coconut oils laur


coconut oil

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coconut oil

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coconut oil
100% PURE

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The King Among Oils

Coconut oil (coconut butter, coconut fat) – oil produced by pressing fresh flesh or copra. In its fluid form it is slightly yellow. In a temperature below 25°C it begins to resemble congealed white fat (that is why it is also called coconut butter). Coconut oil is described as the “healthiest oil in the world.” It has a variety of applications. Apart from cooking, it can also be used in cosmetics and body treatment.

Coconut oil is delicious as a universal edible oil. Due to its very high temperature of smoking, it is excellent for frying in high temperatures. It is practically free from oxidative fatty acids, which makes it very stable during frying in high temperatures. As a result, it is much healthier than most popular oils that should not be heated to high temperatures as they can prove to be even damaging for health. In contrast with polyunsaturated oils that combine with oxygen in the air and easily go rancid, coconut oil is naturally resistant to oxidization. In cosmetics it allows for keeping healthy skin and a youthful appearance.

areas of influence on the human organism

virucidal and germicidal properties
lauric acid

coconut oil and cholesterol
vegetable saturated acids

weight loss and increase of physical efficiency
medium chain fatty acids

Half of the content of coconut oil consists of lauric acid that is transformed into monolaurin in an organism. Large amounts of lauric acid can be found naturally in coconuts and breast milk, with which it enters the child’s body and builds its immunity from birth. It has strong germicidal and virucidal properties. It destroys microorganisms covered with lipid layers (including the HIV, the cytomegalovirus, the herpes virus, the cold virus and Helicobacter pylori, which causes stomach ulcers and digestive system cancers). In contrast with antibiotics, which kill the entire bacterial flora of the organism, including the beneficial part, monolaurin attacks only the harmful viruses and bacteria.

We usually hear about cholesterol in a negative context, as the main culprit of atherosclerosis. It is not entirely true. Our body needs cholesterol – it helps with the building of cell membranes and the synthesis of sex hormones, bile acids and some steroidal hormones that regulate metabolism of proteins, carbohydrates and fats.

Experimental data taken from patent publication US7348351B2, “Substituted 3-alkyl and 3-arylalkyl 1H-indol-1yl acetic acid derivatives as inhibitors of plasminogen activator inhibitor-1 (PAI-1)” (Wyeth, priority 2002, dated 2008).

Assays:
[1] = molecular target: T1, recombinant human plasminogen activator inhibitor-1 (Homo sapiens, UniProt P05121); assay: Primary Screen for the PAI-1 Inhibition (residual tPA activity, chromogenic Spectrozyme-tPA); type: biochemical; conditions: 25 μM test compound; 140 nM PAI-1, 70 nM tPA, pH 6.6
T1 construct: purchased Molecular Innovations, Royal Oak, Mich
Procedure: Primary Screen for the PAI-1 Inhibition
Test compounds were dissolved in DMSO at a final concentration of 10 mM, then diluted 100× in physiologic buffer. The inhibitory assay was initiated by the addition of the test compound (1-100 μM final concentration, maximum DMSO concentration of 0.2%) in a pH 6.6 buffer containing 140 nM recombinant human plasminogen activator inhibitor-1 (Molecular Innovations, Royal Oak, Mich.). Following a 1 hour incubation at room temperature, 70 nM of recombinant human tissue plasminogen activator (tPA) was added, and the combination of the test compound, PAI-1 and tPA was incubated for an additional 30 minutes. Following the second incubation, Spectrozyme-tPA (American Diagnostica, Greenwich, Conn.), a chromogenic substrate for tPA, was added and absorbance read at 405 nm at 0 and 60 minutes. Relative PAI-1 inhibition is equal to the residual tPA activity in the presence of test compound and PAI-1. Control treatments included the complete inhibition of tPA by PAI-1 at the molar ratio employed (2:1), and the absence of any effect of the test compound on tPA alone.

Cholesterol is present in blood in the form of various components, the most important among which are:
- LDL cholesterol (low density lipoprotein) called colloquially the “bad” cholesterol and
- HDL cholesterol (high density lipoprotein) called the “good” cholesterol.
Of course, the more bad cholesterol circulates in blood the worse, as it is the kind that is deposited in the blood vessels, contributing to the development of atherosclerotic plaques. Its counterbalance, our defender, is the good cholesterol – HDL.

What does the fight between HDL and LDL look like?
As LDL travels from the liver to blood vessels and blocks them, HDL does the opposite – it ensures that the bad cholesterol is sent back to the liver, where it is transformed into bile acids. Generally speaking, foods rich in saturated fats increase the level of cholesterol. Saturated fats are present mainly in meat, poultry and dairy products, but also in coconut oil. However, in contrast with animal fats that raise the level of the bad cholesterol, LDL, coconut oil raises the level of HDL, which, in turn, fights the bad cholesterol and, as a result, improves the lipid profile.

Coconut oil is the first fat that does not contribute to building the fat tissue but does the reverse – it enhances metabolism and supports weight loss in case of being overweight. The mechanism is based on the specifics of metabolizing medium chain fatty acids. Coconut oil is composed mostly of medium chain fatty acids (MCFA), whose activity is significantly different from that of long chain fatty acids (LCFA), widely present in most foods. The kind of fatty acids that are provided to our organism is significant for proper body mass, as our body metabolizes particular fatty acids in different ways.

LCFA have large particles and are more difficult for our organism to absorb, so it mostly stores them in our body in the form of the fat tissue. As for MCFA, that is medium chain fatty acids, have smaller particles, and therefore are easier to digest and are immediately transformed in our organism into energy – similar to carbohydrates, just without an increase in the level of insulin. Therefore, they are unlikely to transform into fat tissue or deposits in arteries.

Coconut oil is the richest natural source of MCFA (about 64%) and as one has unique prohealth qualities. Apart from weight loss and an increase in energy, improved metabolism resulting from use of this unusual oil can improve the processes of regeneration of the organism as well as the activity of the immune system.